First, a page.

Friday, September 5, 2008

Need for harmonic filters

Since the formation of MSEB, there is no focus on HARMONICS.All we know that, HARMONICS are mainly created in the system because of Non-Linear loads such as Arc Furnaces, Electronic Equipments like SCRs, Diodes, SMPS, UPS, Inverters & many more. All these electronic equipments are the useful equipments in our day-to-day life.As we are aware of the evil effects of HARMONICS on the power system, such as Over Heating of Equipments such as Transformers, Increase in losses, Interference with the neighboring communication lines.Also recently some of the evil effects are observed due to HARMONICS such as1. Mal operation of Numeric Relays causing frequent trippings/interuppitions in the system causing the poor availability of the system.This was happened & observed in 220 kV Chinchwad S/Stn.2. Less energy recording in the Energy Meters.This was observed in a Steel Industry near Pune.3. Frequent failure of Power T/Fs & other equipments(happened in 220 kV Chinchwad s/stn)The 220 kV Chinchwad s/stn fed the load to a industrial area having such non-linear loads.It was observed after several case studies that the HARMONICS are dominant at the load end and are injected in the system causing evil effects mentioned above.As per IEC Standard, the THD(Total harmonic distortion) must be limited upto 1.5%. But actually if measured, it will definitely be found on the higher side.While giving the supply to a consumer, a bond/agreement is always made by the DISCOM to limit the THD upto 3%. But neither proper metering was done nor penalty is being proposed on the defaulters by the liscensee like MSEB.The cost of Harmonics filters is on very much higher side. Hence not a single HT consumer is interested in it. The thinking of most industrial consumers is that "capacitors are helped in harmonic filters".Therefore it is become necessary to make compulsory for all the HT consumers(especially Steel Industries & IT industries which are having Non linear loads) so as to limit the HARMONICS upto a certain extent. This will help to improve the power quality & reliability.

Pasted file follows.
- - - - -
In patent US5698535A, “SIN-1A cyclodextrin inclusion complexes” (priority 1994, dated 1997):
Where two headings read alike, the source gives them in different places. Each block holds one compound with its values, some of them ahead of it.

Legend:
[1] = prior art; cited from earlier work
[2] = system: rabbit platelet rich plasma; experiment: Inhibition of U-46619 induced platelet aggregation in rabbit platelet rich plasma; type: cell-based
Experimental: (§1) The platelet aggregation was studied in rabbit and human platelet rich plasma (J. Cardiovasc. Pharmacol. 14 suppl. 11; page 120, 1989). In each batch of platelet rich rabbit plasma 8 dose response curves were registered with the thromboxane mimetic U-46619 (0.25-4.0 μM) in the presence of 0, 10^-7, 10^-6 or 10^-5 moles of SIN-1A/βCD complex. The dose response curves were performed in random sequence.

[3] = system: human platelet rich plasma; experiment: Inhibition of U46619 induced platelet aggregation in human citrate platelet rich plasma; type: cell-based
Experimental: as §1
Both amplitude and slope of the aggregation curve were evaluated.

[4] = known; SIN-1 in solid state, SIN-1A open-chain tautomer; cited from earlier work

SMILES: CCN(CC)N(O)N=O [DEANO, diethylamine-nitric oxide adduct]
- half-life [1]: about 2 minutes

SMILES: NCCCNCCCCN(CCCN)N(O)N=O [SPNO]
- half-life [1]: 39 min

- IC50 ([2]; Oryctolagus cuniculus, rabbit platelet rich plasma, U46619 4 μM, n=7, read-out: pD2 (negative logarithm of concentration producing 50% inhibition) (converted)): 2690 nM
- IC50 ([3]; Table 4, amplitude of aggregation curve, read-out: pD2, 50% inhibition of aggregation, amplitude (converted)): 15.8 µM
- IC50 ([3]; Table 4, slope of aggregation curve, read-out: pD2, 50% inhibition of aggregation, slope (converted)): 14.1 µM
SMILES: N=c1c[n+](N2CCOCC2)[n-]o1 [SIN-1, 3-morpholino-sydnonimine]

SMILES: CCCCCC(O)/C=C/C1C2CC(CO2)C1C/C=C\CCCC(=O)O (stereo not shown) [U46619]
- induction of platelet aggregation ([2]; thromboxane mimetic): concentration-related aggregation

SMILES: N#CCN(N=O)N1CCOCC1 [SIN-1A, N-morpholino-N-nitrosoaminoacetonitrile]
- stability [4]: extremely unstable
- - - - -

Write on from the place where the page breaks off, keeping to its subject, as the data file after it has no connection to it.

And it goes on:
Tuesday, August 26, 2008

Demand side management

Demand-side management is used to describe the actions of a utility, beyond the customer's meter, with the objective of altering the end-use of electricity - whether it be to increase demand, decrease it, shift it between high and low peak periods, or manage it when there are intermittent load demands - in the overall interests of reducing utility costs. In other words DSM is the implementation of those measures that help the customers to use electricity more efficiency and it doing so reduce the customers to use the utility costs. DSM can be achieved through.
1.Improving the efficiency of various end-uses through better housekeeping correcting energy leakages, system conversion losses, etc ;
2.Developing and promoting energy efficient technologies, and
3.Demand management through adopting soft options like higher prices during peak hours, concessional rates during off-peak hours seasonal tariffs, interruptible tariffs, etc.

DSM, In a wider definition, also includes options such as renewable energy systems, combined heat and power systems, independent power purchase, etc, that utility to meet the customer's demand at the lowest possible cost.
Often the terms energy efficiency and DSM are used interchangeably. However, it is important to point out that DSM explicitly refers to all those activities that involve deliberate intervention by the utility in the marketplace so as to alter the consumer's load profile. Energy efficiency issued in an all encompassing sense and includes any activity that would directly or indirectly lead to an increase in energy efficiency. To make this distinction precise, a program that encourages customers to install energy efficient lighting systems through a rebate program would fall under DSM. On the other hand, customer purchases of energy efficient lighting as a reaction to the perceived need for conservation is not DSM but energy efficiency gains.
There has been growing recognition of the importance of energy efficiency in India's electricity sectors. The Ministry of Power (MoP) is the nodal agency for energy conservation in the country. The Bureau of Energy Efficiency (BEE), an autonomous body under the MoP, was set up in 1989 to coordinate initiatives and activities on energy conservation. Several state electricity boards(SEBs) have also set up Energy Conservation Cells, some of which have been assisting industries in conducting energy audits. Several reports have been attempted to estimate the potential for energy conservation in various consuming sectors and have also identified various Energy Efficiency technologies (EETs) for important end-uses. The National Energy Efficiency Program (NEEP) of the Government of India(GOI) has targeted savings of about 5000 MW to be realized by the end of the Eighth plan through both demand (2750 MW) and supply side (2250 MW) efficiency improvements. In terms of Government policies, there are special equipment in the first year, subsidies for energy audits, reduced customs duty for selected control equipment for managing energy use, and so on.

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